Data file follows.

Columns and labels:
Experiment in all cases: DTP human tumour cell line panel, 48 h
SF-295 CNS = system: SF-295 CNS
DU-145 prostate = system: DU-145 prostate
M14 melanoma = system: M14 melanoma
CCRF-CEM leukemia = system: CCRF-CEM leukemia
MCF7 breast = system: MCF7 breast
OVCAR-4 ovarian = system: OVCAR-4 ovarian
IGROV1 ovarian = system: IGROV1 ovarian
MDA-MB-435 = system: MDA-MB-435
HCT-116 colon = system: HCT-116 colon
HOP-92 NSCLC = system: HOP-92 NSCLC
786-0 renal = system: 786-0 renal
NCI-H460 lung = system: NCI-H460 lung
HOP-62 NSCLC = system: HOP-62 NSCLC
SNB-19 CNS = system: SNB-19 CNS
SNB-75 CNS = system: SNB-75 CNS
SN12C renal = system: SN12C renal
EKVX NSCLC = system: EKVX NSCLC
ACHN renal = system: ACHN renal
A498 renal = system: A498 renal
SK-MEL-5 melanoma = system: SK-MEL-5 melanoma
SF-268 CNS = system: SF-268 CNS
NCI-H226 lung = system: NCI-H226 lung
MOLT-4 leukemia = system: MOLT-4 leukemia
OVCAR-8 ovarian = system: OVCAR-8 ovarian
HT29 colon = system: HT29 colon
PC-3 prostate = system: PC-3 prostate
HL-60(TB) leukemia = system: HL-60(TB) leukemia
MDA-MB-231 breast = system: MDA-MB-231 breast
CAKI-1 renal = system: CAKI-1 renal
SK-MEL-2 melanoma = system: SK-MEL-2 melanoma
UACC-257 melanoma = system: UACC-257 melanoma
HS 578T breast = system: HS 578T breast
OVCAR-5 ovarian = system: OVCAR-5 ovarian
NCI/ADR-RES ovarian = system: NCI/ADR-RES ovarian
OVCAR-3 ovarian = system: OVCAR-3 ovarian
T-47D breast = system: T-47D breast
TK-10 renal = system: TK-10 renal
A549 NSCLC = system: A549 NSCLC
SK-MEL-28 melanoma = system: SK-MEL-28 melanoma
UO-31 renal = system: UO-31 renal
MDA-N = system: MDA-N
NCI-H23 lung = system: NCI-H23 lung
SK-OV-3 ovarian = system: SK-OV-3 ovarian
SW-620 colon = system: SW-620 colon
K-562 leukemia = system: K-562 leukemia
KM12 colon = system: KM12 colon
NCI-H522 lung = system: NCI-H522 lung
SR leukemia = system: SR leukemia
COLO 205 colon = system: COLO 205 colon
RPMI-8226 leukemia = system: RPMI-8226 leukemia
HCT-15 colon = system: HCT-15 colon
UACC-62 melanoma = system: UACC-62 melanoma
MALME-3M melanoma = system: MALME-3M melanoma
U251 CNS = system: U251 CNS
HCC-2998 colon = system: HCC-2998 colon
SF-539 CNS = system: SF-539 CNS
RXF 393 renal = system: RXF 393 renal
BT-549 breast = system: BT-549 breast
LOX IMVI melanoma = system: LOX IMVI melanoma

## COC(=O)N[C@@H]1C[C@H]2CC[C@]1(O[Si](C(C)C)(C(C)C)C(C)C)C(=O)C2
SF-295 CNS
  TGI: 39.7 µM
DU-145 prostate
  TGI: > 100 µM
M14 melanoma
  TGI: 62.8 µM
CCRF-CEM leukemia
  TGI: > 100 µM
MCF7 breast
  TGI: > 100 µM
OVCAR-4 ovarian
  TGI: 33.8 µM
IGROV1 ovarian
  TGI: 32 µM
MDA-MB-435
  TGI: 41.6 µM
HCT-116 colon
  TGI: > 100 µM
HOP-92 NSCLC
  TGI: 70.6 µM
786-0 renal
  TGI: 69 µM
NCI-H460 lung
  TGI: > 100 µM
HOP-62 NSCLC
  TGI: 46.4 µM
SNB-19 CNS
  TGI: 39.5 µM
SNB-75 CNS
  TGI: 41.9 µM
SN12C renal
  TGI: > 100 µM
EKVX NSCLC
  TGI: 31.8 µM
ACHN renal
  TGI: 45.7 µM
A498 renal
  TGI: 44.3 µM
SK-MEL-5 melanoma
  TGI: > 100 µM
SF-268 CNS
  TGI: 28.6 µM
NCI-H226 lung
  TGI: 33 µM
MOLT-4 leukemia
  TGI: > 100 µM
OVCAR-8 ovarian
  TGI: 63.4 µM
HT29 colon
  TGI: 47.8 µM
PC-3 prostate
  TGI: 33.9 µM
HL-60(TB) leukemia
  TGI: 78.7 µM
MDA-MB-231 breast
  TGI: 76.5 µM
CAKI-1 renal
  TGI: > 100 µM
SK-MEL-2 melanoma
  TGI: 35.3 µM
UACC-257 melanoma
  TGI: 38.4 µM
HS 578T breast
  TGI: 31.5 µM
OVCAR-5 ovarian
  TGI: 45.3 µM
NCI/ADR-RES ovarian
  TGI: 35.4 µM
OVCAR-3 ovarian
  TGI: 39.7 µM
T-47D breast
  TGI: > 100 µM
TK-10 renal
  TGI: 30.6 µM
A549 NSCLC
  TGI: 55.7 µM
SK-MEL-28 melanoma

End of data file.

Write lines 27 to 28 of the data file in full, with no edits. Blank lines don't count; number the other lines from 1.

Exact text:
HT29 colon = system: HT29 colon
PC-3 prostate = system: PC-3 prostate